CONAKRY, Guinea, April 18, 2014 – As the Ebola outbreak continues to evolve in Guinea and Liberia, WHO continues to expand its activities by sending additional expertise to assist in all areas of the response.
Currently more than 65public health experts are working with WHO and its Global Outbreak Alert and Response Network (GOARN) partners are working with WHO on the ground supporting Ministries of Health and other partners in the two countries to provide clinical management of patients, contact tracing, disease surveillance, laboratory work, logistics, as well as communications and sharing of information to help people living in communities protect themselves from the disease.
To date, more than 220 patients have become ill in the region about 135have died. More than 100 are laboratory confirmed to be Ebola. Although it is not the largest outbreak ever, given its spread across two countries, the current Ebola outbreak in Guinea and Liberia is one of the most challenging WHO and its partners have ever faced. For example, tracing people the ill have come in contact with requires following more than 640 people in 6 areas in Guinea and 4 in Liberia, and sometimes across the borders of the two countries.
In addition to caring for the current patients, new infections must be prevented in order to contain the outbreak. Raising awareness of the risk factors for infection and the protective measures that should be taken is the only way to stop transmission and subsequent deaths. Close unprotected physical contact with Ebola patients should be avoided, and those who have died from the disease should be promptly and safely buried.
“One of priority areas of work is to train health care workers in affected countries on how they can protect themselves as they provide care for the sick” says Pierre Formenty, one of WHO’s technical officers specialized in Ebola. “So far in Guinea, 24 health workers have been affected including 13 deaths. Because Ebola outbreaks have not occurred in this area before, many health workers are not practiced in caring for these patients. Protecting their health is crucial to succeeding in the control of this Ebola outbreak.”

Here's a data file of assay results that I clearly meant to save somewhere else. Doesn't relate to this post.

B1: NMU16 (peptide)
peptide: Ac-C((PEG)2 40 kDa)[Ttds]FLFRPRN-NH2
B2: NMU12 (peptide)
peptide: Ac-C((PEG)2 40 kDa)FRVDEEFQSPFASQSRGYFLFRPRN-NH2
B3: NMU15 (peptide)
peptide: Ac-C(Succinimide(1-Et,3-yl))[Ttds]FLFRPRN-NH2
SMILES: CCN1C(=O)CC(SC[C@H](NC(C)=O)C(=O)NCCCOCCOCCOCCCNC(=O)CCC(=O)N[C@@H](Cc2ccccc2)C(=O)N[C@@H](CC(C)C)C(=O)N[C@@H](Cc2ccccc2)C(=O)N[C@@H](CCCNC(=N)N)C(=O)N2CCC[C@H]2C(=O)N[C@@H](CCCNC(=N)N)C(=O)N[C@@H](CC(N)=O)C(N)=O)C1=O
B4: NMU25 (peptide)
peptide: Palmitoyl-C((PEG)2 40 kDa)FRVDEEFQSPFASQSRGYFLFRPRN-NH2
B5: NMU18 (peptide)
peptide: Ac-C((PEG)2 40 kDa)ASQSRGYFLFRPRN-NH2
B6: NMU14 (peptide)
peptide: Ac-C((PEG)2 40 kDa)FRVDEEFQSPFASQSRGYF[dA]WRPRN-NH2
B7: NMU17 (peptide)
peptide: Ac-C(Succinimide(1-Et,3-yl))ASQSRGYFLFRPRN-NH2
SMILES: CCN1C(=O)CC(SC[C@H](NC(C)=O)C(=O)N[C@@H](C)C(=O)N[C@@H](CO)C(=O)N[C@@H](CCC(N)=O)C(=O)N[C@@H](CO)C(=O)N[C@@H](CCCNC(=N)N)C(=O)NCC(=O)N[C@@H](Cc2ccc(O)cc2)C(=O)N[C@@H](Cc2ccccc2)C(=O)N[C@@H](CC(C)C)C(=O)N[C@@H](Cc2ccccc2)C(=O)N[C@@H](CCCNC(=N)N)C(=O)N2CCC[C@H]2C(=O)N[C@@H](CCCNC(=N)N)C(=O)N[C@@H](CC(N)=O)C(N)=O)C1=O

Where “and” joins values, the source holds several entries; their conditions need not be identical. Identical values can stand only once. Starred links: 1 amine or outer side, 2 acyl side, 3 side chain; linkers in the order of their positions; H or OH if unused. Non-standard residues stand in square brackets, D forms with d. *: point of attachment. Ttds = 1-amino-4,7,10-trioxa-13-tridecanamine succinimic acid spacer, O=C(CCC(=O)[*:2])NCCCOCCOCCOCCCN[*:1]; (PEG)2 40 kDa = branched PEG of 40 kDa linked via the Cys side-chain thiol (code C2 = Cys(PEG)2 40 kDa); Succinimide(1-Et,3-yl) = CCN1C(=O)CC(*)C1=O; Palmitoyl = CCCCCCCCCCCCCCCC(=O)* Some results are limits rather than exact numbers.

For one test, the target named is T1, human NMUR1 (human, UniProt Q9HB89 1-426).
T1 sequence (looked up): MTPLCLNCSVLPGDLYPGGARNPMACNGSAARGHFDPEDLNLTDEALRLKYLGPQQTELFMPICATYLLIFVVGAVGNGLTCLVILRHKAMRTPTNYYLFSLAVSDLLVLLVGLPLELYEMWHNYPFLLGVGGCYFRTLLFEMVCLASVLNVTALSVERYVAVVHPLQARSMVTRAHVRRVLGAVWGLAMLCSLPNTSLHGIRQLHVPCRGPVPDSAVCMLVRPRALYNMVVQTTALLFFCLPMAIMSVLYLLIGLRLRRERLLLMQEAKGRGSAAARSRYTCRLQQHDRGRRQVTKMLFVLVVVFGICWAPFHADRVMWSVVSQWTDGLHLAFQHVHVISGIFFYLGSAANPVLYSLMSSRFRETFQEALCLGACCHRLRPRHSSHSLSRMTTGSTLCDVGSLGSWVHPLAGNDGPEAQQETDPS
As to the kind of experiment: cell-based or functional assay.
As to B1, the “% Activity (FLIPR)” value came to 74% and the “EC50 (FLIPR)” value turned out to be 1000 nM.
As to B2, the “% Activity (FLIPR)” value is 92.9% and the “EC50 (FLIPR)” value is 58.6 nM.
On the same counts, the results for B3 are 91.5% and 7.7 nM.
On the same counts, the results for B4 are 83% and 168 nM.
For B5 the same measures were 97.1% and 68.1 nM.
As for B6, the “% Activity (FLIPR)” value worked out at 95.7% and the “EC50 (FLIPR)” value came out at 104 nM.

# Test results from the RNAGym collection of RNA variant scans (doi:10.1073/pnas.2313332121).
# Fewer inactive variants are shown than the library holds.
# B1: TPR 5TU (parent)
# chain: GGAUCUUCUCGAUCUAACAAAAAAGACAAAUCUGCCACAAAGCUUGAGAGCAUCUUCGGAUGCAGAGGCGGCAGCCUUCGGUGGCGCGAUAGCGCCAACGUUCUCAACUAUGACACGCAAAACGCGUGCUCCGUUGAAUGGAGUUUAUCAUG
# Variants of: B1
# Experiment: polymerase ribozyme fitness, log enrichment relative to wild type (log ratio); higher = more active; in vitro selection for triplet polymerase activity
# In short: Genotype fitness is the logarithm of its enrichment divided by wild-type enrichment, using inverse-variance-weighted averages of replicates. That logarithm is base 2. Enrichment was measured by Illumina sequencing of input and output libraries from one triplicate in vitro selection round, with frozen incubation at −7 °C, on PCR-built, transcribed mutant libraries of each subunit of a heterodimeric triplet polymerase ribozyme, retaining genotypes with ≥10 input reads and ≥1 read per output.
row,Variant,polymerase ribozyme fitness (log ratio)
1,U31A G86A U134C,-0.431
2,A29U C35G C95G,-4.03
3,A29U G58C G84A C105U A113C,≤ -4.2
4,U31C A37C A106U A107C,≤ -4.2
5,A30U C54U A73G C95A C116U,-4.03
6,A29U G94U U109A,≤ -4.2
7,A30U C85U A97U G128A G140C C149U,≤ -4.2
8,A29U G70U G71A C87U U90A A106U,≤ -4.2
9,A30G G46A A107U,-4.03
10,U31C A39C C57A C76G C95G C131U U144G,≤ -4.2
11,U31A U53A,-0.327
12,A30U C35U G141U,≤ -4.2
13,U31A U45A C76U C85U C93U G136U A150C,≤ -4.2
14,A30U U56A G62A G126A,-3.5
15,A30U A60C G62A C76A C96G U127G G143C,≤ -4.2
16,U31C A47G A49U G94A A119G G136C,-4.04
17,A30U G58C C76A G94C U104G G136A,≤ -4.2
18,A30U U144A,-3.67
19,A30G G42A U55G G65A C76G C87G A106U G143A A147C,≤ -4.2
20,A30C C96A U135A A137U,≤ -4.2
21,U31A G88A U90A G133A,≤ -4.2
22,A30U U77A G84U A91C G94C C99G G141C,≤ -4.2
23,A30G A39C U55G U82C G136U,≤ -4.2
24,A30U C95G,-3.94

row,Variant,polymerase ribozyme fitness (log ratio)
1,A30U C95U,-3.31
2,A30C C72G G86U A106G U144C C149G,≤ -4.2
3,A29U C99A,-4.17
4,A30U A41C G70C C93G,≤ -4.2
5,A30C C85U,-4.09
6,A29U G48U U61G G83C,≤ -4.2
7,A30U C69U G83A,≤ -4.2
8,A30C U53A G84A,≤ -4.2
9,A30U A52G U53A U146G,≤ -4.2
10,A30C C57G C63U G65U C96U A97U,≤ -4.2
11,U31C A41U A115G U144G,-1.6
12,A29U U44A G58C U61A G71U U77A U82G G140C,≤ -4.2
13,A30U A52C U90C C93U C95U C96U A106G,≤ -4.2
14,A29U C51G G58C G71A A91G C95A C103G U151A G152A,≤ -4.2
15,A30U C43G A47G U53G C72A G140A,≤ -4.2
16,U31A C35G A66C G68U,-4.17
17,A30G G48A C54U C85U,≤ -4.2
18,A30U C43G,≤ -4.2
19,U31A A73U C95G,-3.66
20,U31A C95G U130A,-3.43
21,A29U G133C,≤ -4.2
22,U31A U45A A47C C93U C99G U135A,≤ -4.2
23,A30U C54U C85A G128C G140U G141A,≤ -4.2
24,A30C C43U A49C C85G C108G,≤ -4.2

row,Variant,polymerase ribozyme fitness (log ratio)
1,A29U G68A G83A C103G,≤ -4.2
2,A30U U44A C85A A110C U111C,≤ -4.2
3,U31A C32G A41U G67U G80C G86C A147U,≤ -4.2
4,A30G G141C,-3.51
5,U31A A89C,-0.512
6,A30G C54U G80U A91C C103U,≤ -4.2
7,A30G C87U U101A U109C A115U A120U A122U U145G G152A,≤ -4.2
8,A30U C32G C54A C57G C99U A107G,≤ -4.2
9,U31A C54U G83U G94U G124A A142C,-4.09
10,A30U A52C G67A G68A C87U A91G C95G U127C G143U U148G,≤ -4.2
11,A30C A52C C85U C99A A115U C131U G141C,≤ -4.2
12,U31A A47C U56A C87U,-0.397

In Conakry, public health experts from WHO, GOARN and Médecins Sans Frontières (MSF) are supporting national medical and nursing staff at the Donka Hospital to strengthen patient triage and care, case management and infection prevention and control.
Training on the safe handling of patients with Ebola and the deceased is also organized for staff working at the morgue, and for drivers and staff transporting patients. A training of trainers activity for the directors of all 20 health Centres in Conakry is planned this week as well as for health workers from non-affected regions of Guinea (Lola, Yomou, Beyla et Nzérékoré).
Similar work is underway in Liberia, where the WHO and the GOARN team has conducted visits to two hospitals in Montserrado County, and trainings in patient triage and care and infection prevention and control.
Ebola can have a case fatality rate of up to 90%, and is a severe acute viral illness. No vaccine is available, nor is there any specific treatment. It is characterized by sudden onset of fever, intense weakness, muscle pain, headache, nausea and sore throat. This can be followed by vomiting, diarrhoea, impaired kidney and liver function, and in some cases, both internal and external bleeding.Severely ill patients require intensive supportive care. Patients are frequently dehydrated and require oral rehydration with solutions containing electrolytes, or intravenous fluids.
SOURCE: World Health Organization (WHO)